The Internet has been a technological marvel that’s opened up a whole new world on the other side of one’s computer screen and eliminated many services that were once popular. US movie retail company BlockBuster closed many of its stores some months ago due to the online movie streaming business that has Netflix, Hulu, and even Amazon’s Video on Demand service beating brick-and-mortar retail stores for consumer dollars. Why would consumers continue to purchase physical discs when they can purchase movies online and save them to a cloud library without fear of a deteriorating movie over time?
The same can be said for the music business. There was a time when music was purchased in retail stores, when consumers would visit the local store in hopes of securing the next tape or CD. Apple’s iTunes program fared well back then despite the continuance of in-store programs, and iPhone users who already spent so much to acquire the latest-generation iPhone or iPad went all in with sales and acquired more music as well.
And then, something happened: music streaming entered the picture. Movies and music became instant online downloads, accessible to media-hungry consumers in a matter of seconds. The problem with traditional online downloads is that they often mandated that a customer purchase a song for ninety-nine cents or an album for $12. Customers may have wanted to listen to the song once, but they ended up purchasing the song forever.
Internet music companies such as Pandora and Spotify have been pioneers in a new way of doing Internet music: instead of requiring the purchase of a song or album, why not provide a free, ad-supported music service (with an ad-free service with a cost) that would allow consumers to have access to all the latest music in a number of genres? It is this mindset that has given music streaming a different face than it had just a decade ago. And this is the mindset that’s driven the two-and-a-half-week rumor about the nature behind the Beats Music acquisition by tech giant Apple, Inc.
Today, the Wall Street Journal reports that Apple has indeed acquired Beats Music for $3 billion, a cool $200 million less than the original price tag for the agreement. It turns out that Beats Music only has around 110,000 subscribers, and Apple apparently didn’t see the need to pay the additional $200 million. Rumors persisted as well that the recent Dr. Dre video with the hip hop artist in a druken stupor may have had something to do with the slowdown in the agreement, but it seems as though Apple and Beats were still negotiating through terms at the time. Apple will acquire not only Iovine and Dr. Dre, but also the Music subscription service as well as all Beats music accessories. Apple will pay $2.6 billion in cash for the company, but also provide an additional $400 million in equity to acquire both Jimmy Iovine and Dr. Dre in the agreement.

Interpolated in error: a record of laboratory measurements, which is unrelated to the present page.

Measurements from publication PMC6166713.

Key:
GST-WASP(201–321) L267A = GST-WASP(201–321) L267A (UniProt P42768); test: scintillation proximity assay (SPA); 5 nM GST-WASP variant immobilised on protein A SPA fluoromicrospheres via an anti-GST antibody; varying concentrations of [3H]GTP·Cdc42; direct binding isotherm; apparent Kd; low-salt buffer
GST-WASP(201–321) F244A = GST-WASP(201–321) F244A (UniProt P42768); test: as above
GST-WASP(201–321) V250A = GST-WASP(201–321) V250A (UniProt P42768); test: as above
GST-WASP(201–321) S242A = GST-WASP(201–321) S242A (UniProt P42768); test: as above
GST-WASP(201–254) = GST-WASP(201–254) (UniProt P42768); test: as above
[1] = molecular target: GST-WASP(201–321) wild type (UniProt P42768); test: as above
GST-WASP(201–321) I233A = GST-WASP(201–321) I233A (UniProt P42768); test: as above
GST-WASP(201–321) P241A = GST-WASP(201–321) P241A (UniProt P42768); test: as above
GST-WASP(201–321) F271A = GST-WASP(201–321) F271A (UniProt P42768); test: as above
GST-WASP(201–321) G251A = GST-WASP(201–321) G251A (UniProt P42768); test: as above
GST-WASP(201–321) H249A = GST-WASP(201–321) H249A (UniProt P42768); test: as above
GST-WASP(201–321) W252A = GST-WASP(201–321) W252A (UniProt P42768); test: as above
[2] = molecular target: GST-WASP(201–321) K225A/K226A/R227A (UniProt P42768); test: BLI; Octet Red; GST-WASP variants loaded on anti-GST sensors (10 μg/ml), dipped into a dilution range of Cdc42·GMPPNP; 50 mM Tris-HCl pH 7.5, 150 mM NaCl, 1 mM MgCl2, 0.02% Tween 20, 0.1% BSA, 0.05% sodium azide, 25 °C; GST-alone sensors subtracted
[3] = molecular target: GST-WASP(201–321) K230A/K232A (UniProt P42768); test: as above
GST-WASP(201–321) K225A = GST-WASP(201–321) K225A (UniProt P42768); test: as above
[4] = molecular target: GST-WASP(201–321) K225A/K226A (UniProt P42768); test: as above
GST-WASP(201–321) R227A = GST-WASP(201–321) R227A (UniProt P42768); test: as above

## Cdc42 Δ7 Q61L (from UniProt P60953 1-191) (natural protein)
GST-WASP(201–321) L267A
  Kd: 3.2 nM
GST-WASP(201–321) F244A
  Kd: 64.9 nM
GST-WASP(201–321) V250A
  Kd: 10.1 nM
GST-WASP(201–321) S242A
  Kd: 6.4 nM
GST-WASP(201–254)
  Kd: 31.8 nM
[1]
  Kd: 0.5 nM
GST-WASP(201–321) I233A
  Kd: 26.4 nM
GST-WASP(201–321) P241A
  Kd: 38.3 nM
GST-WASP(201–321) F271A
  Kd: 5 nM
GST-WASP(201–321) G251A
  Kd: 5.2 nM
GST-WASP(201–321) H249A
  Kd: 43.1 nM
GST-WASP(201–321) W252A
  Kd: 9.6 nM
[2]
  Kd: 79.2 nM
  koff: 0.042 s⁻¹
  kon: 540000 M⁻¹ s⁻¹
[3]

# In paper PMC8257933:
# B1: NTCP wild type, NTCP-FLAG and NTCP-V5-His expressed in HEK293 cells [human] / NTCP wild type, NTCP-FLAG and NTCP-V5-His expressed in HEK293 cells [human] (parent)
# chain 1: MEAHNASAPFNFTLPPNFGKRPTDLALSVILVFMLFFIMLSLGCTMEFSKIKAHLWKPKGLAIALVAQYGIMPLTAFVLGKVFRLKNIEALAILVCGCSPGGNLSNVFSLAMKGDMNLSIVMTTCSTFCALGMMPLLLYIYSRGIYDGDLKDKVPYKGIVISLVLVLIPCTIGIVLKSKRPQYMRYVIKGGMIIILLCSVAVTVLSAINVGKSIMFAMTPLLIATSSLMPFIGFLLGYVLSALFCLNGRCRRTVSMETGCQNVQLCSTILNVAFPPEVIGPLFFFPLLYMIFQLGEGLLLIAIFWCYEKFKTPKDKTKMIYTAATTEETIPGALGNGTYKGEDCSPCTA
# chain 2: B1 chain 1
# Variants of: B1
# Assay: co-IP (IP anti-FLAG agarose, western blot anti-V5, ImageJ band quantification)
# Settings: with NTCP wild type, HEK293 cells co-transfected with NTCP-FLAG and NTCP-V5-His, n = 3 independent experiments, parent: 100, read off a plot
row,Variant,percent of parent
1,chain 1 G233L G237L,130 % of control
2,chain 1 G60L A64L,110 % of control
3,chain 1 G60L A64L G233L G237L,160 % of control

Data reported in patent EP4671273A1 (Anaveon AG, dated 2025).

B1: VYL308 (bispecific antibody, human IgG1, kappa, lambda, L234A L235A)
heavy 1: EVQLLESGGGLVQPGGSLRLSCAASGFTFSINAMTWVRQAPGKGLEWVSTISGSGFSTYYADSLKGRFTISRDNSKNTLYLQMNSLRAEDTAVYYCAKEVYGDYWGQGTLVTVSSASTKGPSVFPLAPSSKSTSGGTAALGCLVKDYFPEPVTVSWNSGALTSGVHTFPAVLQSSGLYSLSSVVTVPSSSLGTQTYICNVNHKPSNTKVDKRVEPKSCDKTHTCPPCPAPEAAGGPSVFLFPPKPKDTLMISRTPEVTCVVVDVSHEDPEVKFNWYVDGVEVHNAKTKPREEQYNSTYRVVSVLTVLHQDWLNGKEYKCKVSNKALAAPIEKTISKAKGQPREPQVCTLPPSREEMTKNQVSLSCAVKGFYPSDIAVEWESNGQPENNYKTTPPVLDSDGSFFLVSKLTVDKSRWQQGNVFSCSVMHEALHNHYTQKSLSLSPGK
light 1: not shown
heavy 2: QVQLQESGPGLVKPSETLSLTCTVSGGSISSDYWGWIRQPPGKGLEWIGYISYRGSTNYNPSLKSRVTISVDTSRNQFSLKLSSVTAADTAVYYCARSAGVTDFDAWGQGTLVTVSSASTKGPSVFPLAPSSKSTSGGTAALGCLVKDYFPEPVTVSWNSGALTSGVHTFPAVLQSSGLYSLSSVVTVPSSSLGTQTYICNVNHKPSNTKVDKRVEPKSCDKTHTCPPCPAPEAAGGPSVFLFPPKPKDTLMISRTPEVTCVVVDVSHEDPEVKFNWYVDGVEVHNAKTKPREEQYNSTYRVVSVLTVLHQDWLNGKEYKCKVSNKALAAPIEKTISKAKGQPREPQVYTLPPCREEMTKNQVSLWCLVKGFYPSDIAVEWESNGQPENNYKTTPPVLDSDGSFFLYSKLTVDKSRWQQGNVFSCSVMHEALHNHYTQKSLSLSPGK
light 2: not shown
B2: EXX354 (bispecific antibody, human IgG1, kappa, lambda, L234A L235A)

One question that’s come up in Beats Music acquisition discussions concerns the two co-founders of Beats Music, Jimmy Iovine and Dr. Dre: would these two become full-time employees at Apple or remain in their respective fields, commuting to Apple’s Cupertino office when necessary? The details are now in, and Jimmy Iovine will leave his current Chairman post at Vivendi SA’s Interscope Records to become a full-time employee at Apple, Inc. Dr. Dre will stick with hip hop music recording, and will likely be seen as a consultant who visits the office from time to time. As we said some days ago, Dr. Dre never intended to change his lifestyle to become a shirt-and-tie kind of guy. The shirt-and-tie business approach is excellent, but it’s not for everyone. We’ll see how Iovine adjusts to the world of Apple as an employee.
Did the Beats Music acquisition occur to improve Apple’s image or to improve Apple’s declining iTunes download business? The answer is complex. Tech analysts remain divided over the issue, but the answer may be found in both possibilities. It’s true that Apple’s iTunes business has been in decline for some time, but Beats Music has only been a public company since January (four months). Beats Music hasn’t had the time it needs to make the kind of impact that is expected of companies Apple acquires. iTunes Radio has 40 million active listeners, while Beats’ subscription service has only a few million at best. Acquiring Beats for a new customer base is likely not the reason behind the acquisition at all. What could be said about the acquisition is that it’s all about image – and Apple’s increase in marketing expenditures shows that, while Cupertino doesn’t think image is everything, image does count for something.